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Can Store-Bought Pasta Sauce Be Frozen?

You ate pasta and now you have some leftover sauce you bought from the grocery store. It turned out to be a tasty sauce and you aren’t a fan of food waste. But if you put it in the fridge, you’ll need to eat it in the next 5 days. 

What if you don’t really feel like eating the same kind of pasta dish as soon?

Can you freeze the jarred pasta sauce instead?

You can freeze store-bought pasta sauce (tomato- and cream-based) for long-term storage. Frozen food will stay safe to eat indefinitely as bacteria doesn’t grow. However, pasta sauce will keep its best taste and texture for up to 6 months in the freezer.

One of the things I love about sauces is that you can buy or make them in large quantities, then portion them and put them in the freezer, saving you time to cook up easy and tasty meals for months on end.

Don’t leave an opened jar of pasta sauce at room temperature for more than 2 hours. As soon as you’re done cooking with it or eating it, put it in the fridge for safe storage. Bacteria grow quickly between 40°F and 140°F. The longer you leave food at room temperature, the less safe it is to eat.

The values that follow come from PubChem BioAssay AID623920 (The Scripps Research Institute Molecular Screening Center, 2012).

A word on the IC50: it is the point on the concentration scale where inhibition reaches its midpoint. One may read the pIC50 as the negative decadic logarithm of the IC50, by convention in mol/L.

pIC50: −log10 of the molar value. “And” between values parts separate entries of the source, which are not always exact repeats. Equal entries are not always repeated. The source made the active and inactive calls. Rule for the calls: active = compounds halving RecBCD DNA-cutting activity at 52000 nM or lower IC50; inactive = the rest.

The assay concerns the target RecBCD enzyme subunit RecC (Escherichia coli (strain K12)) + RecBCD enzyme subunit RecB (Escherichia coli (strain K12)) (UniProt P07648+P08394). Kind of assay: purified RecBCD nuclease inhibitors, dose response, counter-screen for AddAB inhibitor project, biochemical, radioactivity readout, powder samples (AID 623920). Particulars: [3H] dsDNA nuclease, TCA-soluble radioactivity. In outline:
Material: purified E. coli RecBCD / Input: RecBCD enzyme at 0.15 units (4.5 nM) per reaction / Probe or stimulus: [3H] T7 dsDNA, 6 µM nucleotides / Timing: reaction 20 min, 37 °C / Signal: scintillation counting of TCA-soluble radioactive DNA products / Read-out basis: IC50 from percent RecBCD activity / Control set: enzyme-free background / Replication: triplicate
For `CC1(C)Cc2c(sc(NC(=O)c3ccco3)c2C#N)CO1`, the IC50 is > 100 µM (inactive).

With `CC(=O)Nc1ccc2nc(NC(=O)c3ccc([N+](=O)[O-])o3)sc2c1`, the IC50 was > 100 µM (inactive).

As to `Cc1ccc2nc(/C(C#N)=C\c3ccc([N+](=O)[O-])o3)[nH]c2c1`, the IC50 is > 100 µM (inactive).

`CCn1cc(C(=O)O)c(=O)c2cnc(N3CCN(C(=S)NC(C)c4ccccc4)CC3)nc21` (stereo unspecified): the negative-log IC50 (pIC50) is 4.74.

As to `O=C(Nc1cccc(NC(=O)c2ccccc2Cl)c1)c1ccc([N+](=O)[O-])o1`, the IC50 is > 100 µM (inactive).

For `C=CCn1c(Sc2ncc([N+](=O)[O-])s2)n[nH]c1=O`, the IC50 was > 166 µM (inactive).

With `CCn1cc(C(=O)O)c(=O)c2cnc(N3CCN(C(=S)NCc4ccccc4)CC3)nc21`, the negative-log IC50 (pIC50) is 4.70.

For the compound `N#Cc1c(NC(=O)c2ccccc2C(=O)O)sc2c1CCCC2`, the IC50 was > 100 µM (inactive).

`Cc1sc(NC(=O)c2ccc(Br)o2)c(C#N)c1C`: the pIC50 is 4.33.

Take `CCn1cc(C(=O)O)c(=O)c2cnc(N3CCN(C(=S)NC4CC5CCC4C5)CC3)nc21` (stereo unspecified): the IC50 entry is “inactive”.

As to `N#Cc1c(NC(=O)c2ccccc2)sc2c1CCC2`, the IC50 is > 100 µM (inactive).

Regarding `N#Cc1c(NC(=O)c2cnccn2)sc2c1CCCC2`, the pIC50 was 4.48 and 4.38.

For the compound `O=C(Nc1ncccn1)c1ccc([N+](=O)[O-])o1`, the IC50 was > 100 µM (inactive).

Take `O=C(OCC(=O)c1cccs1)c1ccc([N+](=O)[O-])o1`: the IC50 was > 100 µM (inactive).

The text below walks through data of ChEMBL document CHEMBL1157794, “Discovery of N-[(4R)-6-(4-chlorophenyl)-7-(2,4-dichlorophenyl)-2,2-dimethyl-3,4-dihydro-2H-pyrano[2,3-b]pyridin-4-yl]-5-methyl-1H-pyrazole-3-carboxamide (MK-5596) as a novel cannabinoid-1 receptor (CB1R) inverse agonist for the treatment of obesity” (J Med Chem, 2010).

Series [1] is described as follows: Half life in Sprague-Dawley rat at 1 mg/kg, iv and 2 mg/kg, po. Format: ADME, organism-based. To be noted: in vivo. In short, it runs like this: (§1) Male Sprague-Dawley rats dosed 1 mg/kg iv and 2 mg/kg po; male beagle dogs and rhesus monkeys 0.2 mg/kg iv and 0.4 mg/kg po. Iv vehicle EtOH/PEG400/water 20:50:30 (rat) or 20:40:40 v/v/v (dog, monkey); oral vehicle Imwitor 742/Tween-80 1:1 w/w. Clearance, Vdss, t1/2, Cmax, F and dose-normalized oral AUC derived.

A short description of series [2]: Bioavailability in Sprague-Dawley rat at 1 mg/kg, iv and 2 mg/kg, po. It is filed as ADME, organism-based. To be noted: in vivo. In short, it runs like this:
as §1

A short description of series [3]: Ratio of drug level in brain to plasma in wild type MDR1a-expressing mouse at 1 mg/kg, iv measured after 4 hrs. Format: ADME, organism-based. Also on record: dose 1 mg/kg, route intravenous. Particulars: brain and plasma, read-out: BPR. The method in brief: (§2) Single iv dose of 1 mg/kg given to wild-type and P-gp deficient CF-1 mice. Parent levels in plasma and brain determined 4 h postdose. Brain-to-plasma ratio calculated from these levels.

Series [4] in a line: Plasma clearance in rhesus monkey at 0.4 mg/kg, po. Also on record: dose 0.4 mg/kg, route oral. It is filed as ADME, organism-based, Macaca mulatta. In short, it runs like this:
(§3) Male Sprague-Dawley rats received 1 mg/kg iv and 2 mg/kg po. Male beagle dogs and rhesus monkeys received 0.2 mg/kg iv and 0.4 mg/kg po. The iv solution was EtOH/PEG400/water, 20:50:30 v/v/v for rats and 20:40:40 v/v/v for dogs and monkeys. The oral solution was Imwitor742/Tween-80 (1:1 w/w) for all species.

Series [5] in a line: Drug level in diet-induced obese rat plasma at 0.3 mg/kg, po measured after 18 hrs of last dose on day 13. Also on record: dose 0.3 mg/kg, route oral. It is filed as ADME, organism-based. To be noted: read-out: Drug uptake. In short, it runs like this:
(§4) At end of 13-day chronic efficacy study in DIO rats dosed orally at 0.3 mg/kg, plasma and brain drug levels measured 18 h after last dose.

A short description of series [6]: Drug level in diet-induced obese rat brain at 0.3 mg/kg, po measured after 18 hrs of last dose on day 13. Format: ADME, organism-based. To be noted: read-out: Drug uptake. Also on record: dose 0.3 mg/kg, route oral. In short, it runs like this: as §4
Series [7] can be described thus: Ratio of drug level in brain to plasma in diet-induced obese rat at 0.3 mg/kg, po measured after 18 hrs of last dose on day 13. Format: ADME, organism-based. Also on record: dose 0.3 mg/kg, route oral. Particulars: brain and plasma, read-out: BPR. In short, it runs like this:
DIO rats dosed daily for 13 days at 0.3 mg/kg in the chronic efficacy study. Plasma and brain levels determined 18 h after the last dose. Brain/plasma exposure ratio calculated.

Don’t freeze store-bought pasta sauce in the glass jar that you bought it in. As you put the jarred sauce in the freezer, the liquids contained in it will solidify, which may cause the glass jar to crack or shatter. Pour the sauce into a freezer bar or airtight container instead.

If you bought a big jar of pasta sauce, you can use freezer bags or airtight containers to portion it into small servings the size of a single meal. That way, you will only have to thaw as much pasta sauce as you can eat at a time—maximizing the storage life of the rest.

How Long Will Pasta Sauce Last Opened?

Here’s a neat pasta sauce storage chart that I prepared for you:

StorageAvg. TemperatureMax. Time
In the open68 – 72°F (20 – 22°C)2 hours
In the fridge40°F (4°C)5 days
In the freezer0°F (-18°C)6 months
Storage times for an opened jar of store-bought pasta sauce

An opened jar of pasta sauce will stay safe to eat for up to 2 hours at room temperature and for up to 5 days in the fridge. If you smell any unpleasant odors or notice any mold, throw the sauce away since it’s no longer safe for you to eat.

Though frozen food will remain safe to eat indefinitely according to the USDA, its characteristics and nutritional value will continuously degrade over time. Pasta sauce will keep its best characteristics and nutritional value for up to 6 months in the freezer.

How to Defrost Pasta Sauce

Are you planning to eat some of that frozen pasta sauce? Here’s two ways to defrost it; one that works overnight and one that takes you about 5 minutes.

Defrost Pasta Sauce Overnight in the Fridge

The safest way to thaw pasta sauce is to transfer it from your freezer to your fridge 24 hours before you plan to eat it. This will give the liquids and ingredients in the pasta sauce enough time to defrost and become ready for reheating.